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Re: the ramp to nowhere:

From: david poehlman <david.poehlman@handsontechnologeyes.com>
Date: Wed, 25 Aug 2004 21:43:09 -0400
Message-ID: <013401c48b0e$0a9b4f10$6401a8c0@DAVIDPC>
To: "Juan Ulloa" <julloa@bcc.ctc.edu>, "wai-ig list" <w3c-wai-ig@w3.org>

Ah, The braille idea is an interesting one.  So, if braille is inaccessible
to the sighted, than, it follows that a site that is unusable to a blind
person using assistive technology even though it is coded with all
accessibility techniques in play leaving out all the checks that cannot be
done automatically is also inaccessible since as with the braille, the
sighted can read it with their eyes and even with their fingers if they are
capable of doing so and the assistive technology user can access all the
information on the web page, it's just not meaningfull or usefull which
gives her the feeling that it is not accessible.

Johnnie Apple Seed

----- Original Message ----- 
From: "Juan Ulloa" <julloa@bcc.ctc.edu>
To: "david poehlman" <david.poehlman@handsontechnologeyes.com>; "wai-ig
list" <w3c-wai-ig@w3.org>
Sent: Wednesday, August 25, 2004 11:04 AM
Subject: RE: the ramp to nowhere:

David Poehlman said:

>  So, in accordance with you can make it accessible and not usable,
>  we
>  have a ramp that meets the atag requirements to have a ramp for ada's
>  sake
>  here in the us.  Suppose though that that ramp stops a foot from the
>  at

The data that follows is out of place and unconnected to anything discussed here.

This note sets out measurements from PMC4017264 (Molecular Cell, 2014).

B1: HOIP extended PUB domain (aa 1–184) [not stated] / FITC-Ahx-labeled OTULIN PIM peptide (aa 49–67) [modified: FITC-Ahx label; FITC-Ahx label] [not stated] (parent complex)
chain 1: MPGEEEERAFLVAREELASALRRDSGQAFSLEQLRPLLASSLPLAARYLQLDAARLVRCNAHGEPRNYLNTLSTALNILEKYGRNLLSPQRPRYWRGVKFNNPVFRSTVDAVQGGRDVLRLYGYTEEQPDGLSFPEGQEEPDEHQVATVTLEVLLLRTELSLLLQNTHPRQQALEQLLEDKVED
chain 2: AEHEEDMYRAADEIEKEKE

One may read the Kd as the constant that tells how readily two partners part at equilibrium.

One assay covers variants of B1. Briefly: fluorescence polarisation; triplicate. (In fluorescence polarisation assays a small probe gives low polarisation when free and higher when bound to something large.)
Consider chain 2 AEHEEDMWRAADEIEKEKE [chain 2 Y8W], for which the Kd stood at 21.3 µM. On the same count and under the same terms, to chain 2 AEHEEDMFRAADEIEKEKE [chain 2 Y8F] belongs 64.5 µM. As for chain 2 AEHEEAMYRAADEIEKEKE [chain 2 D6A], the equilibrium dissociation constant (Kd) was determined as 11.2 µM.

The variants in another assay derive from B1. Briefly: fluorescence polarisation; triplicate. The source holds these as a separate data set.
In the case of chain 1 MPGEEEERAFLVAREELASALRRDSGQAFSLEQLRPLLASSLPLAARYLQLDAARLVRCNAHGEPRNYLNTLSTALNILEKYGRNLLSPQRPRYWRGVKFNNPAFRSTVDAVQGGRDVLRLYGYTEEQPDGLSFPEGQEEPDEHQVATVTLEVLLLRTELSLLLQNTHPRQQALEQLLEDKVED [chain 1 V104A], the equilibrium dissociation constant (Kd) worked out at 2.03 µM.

>  the top of it,  How is the wheell chair user supposed to traverse
>  distance through thin air?

This makes this entry way inaccessible by definition.  This is not about

>  If I handed out
>  braille agendas at corporate meetings, how many members would see
them as
>  accessible, yet, they can rub them with their fingers, see the dots
>  their eyes.  Accessible but not usable is not accessable there is no
>  thing as usable but not accessible because in our case, usable is a
>  subset
>  of accessible and accessible is a subset of usable.

I disagree. The Braille format is inaccessible to users who don't read
Braille.  I personally think this is a bad analogy. Would you make the
same argument for handing a book on take for to a group of deaf users?
I wouldn't.  The beauty of the medium we are discussing is that you can
have content written in English and text readers can read it to those
users. You can also have an audio clip and (if you make it accessible)
the deaf user can access its contents. This is about accessibility, not

Juan Ulloa
Received on Thursday, 26 August 2004 01:42:29 UTC

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